HMWT/C&RT have been successful in being shortlisted for a Tesco Grant to put a new visitor trail in place at Tring Reservoirs, with better waymarking, the replacement of any older signs and some interpretation on the history and conservation of the site. You can vote for this project in one of the following Tesco stores for a week from Monday 31 October:

Northchurch Tesco Express, Berkhampsted Tesco, Tring Tesco.

If you are in the area and shopping in Tesco, please vote for our project. The project (out of three) with the most votes will receive £12,000, the runners up will received £10,000 or £8,000.

26th October 2016.
Ian Williams - Tempted to say the best of the bunch was the very showy eclipse drake garganey which spent most of the morning  close in to the jetty. 9 red-crested pochard (6 male), 4 dunlin, at least 16 snipe, 4 pintail (including a drake) and 3 Egyptian geese were the main supporting cast on Wilstone.
  
Francis Buckle - Wilstone had the Ferruginous  duck showing well along from the steps and Startops had the male Scaup and Ring neck Duck showing fairly close in from the steps up from the main road

26th October 2016.
Dave Hutchinson - Managed to see the Ferruginous Duck at Wilstone this afternoon. It was on the rocks viewed from the car park bank. Moved on to Startops where the Scaup (well one of the reported pair) was fairly distant but the Ring-necked Duck showed well from the west bank in the Herts section. 
Ring-necked Duck by David Hutchinson

Ring-necked Duck by David Hutchinson

Scaup by David Hutchinson



23rd October 2016.
Roy Hargreaves - Today the Ring-necked Duck was on Wilstone again and off the jetty, three Red-crested Pochard were on Wilstone and two on Startops. I saw one Jack Snipe on Wilstone and also a Pintail, two Water Rail and 13 Common Snipe. The Scaup was very close in as well for a change.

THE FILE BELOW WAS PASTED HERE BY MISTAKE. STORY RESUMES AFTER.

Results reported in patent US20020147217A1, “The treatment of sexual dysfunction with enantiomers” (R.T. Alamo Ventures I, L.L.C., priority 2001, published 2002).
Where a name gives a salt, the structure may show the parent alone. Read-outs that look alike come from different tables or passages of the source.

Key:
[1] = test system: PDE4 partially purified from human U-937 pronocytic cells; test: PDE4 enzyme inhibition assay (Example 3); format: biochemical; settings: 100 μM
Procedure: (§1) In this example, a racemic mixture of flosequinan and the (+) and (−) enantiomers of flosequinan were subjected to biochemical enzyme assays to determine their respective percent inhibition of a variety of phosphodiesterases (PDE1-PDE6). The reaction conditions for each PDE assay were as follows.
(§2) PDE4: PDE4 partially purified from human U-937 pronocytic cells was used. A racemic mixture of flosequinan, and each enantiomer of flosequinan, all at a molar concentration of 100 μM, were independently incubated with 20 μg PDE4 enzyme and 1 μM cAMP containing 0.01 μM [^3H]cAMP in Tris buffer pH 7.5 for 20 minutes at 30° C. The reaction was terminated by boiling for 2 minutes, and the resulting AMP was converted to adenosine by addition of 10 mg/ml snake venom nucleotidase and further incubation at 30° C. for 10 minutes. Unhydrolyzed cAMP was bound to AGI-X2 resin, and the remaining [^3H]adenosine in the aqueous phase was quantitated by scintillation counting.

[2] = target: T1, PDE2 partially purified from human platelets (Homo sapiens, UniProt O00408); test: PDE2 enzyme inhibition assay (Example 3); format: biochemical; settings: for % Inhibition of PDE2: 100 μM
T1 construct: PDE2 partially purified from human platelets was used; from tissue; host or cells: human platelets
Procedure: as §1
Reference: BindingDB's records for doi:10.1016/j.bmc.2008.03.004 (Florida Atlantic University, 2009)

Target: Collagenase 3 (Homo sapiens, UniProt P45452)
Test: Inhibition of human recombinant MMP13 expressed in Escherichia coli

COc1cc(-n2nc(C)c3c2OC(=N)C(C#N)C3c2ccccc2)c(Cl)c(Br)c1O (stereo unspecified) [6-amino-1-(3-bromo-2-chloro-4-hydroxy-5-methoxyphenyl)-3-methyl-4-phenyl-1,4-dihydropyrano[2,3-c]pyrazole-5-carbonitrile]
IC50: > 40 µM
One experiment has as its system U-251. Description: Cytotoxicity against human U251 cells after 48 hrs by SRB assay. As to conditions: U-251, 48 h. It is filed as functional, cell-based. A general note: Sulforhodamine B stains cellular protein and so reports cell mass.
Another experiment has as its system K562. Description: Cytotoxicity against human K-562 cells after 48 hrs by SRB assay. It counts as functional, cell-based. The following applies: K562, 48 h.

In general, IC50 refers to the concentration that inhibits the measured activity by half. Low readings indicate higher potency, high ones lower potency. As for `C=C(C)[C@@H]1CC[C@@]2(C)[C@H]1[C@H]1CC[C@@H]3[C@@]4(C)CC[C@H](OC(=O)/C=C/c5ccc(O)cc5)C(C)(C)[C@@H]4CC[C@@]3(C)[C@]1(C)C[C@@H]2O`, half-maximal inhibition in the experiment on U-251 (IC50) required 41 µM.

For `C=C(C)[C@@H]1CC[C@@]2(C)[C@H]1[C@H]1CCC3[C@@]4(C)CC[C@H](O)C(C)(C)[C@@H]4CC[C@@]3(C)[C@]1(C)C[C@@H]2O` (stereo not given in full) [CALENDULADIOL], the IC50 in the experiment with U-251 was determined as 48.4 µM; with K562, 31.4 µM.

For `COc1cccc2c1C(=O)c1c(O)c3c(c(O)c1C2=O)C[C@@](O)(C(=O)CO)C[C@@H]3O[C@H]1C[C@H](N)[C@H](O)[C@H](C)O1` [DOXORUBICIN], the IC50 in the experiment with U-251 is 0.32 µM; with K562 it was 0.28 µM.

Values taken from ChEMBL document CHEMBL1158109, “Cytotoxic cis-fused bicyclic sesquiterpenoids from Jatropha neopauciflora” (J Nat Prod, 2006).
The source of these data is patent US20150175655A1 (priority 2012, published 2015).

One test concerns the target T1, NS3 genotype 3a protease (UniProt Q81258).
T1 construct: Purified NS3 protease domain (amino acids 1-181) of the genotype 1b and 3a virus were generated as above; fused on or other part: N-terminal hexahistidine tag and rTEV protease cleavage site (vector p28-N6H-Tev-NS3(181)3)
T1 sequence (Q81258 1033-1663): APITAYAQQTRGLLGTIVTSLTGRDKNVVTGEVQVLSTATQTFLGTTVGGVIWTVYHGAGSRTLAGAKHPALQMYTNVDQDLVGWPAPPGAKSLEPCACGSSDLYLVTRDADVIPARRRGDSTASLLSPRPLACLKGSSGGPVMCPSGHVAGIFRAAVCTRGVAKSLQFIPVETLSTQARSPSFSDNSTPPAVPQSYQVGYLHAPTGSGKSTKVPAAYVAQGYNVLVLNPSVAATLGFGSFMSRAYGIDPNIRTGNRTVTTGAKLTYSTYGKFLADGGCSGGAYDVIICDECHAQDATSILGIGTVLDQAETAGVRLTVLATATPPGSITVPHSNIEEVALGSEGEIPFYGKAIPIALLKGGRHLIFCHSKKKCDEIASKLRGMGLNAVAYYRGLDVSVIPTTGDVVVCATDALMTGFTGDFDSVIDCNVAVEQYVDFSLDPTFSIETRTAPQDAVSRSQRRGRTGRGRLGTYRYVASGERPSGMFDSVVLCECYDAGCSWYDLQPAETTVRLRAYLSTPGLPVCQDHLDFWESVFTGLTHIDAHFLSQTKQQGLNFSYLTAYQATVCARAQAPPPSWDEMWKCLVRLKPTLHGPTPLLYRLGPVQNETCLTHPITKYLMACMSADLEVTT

Scaup by Roy Hargreaves

21st October 2016.
Ian Williams - Attached a record shot of the 5 whoopers Roy found the morning on Wilstone. Negative news on the ring-necked duck this morning made me check Startops tonight where I found it about 50m off the west bank (not SE corner as I put out on the pager). The drake scaup was in the NW corner fairly close in. Also heard a brambling along the west bank but could not see it. Still 2 jack snipe in the reed bed at Wilstone.
Whooper Swan by Ian Williams

Roy Hargreaves - This morning I again started at the hide and counted seven Pintail from there. I checked all the close wildfowl first and when looking further out noticed five Whooper Swans. There has been a mini-influx of Whooper Swans in the south with birds turning up in Dorset, Buckinghamshire and at Rutland Water so to my mind these birds are clearly wild.
I then walked round to the overflow and took photos of the swans. Moving round to the jetty several people were looking for the Ring-necked Duck and we couldn’t find it despite a thorough search. I did suggest to the others it was probably on Startops but don’t know if they looked there. While looking for the Ring-necked Duck I also watched the Swans fly off at about 9:20 and head off south-east. From the jetty I also saw seven Pintail and these may have been different birds so there could have been fourteen in all.


19th October 2016.
Ian Williams - Thanks for the call Roy. I was getting worried when there was negative news early afternoon but I re-found it about 30m reed bed side of the jetty not long after turning up mid afternoon. It continued to show in the area for the rest of the day ranging as close as 30m from the bank to the middle of the barley bales, no more than 100m away at any time.

It certainly dives deep at times as can be seen from the mud at the top of the bill.

As you said in your voicemail it surely must be the same bird I found at the start of last October returning. Hopefully it will not leave on Bonfire Night this year!
Ring-necked Duck by Ian Williams

Ring-necked Duck by Ian Williams

Tufted Duck and Ring-necked Duck by Ian Williams


Roy Hargreaves - This morning I walked down to Wilstone Res as usual and started from the hide. Scanning round I noted three Pintail and then heard higher-pitched geese calling quietly and looked up to see a flock of Barnacle Geese. Initially I counted 21, but on checking my photos I realised it was actually 23 birds. They flew round but never actually landed or settled on the water and I last saw them flying off eastwards. I also saw two pairs of Red-crested Pochards off to the right of the hide and Common Sandpiper was still about.